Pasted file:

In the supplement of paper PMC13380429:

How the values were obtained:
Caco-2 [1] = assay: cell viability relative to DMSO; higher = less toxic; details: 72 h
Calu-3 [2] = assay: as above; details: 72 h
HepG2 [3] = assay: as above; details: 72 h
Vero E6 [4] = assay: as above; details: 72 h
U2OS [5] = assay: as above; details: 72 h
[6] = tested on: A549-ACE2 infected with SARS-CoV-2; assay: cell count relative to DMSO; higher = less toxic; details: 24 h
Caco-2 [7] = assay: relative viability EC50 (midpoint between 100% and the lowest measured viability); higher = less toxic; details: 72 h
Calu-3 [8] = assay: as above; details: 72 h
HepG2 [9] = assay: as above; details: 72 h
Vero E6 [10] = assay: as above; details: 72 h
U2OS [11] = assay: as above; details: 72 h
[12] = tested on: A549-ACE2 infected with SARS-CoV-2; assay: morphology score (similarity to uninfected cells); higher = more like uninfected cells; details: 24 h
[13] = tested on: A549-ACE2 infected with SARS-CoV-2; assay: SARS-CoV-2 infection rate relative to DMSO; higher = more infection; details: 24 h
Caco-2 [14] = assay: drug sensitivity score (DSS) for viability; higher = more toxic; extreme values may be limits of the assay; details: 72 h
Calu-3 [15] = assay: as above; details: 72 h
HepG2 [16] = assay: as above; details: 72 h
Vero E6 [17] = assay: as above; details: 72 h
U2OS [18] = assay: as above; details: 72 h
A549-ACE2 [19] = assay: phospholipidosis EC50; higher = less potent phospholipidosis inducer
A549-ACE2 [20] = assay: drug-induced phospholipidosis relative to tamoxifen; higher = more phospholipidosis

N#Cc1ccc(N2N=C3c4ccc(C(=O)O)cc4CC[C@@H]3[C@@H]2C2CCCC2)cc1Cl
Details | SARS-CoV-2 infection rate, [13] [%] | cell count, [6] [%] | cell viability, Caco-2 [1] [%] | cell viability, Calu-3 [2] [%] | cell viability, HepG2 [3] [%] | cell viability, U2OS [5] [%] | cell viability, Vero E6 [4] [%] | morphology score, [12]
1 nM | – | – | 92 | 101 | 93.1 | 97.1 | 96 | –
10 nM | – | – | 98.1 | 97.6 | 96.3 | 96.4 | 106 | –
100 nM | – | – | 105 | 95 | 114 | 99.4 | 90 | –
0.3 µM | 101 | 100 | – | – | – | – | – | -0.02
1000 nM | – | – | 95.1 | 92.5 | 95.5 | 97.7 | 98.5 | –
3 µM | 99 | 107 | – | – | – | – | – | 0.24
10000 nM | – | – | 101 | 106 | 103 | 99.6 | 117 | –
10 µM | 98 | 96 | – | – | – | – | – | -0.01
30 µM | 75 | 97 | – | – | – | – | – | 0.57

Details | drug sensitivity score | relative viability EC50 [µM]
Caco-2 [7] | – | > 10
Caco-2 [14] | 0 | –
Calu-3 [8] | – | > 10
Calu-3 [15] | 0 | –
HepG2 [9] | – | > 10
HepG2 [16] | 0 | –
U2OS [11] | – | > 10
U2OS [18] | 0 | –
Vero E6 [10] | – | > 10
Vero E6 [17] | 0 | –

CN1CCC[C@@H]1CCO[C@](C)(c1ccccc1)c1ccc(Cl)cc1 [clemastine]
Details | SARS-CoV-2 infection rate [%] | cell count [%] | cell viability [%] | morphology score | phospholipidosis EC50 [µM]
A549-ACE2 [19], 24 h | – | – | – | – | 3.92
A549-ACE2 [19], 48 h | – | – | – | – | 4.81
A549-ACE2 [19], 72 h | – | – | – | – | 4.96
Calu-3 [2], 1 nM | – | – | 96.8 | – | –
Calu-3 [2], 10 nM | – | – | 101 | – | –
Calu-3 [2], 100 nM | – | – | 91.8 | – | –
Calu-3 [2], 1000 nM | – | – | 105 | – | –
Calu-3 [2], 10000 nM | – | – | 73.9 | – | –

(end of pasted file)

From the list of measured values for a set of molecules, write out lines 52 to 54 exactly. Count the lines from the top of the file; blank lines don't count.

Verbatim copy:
Calu-3 [2], 100 nM | – | – | 91.8 | – | –
Calu-3 [2], 1000 nM | – | – | 105 | – | –
Calu-3 [2], 10000 nM | – | – | 73.9 | – | –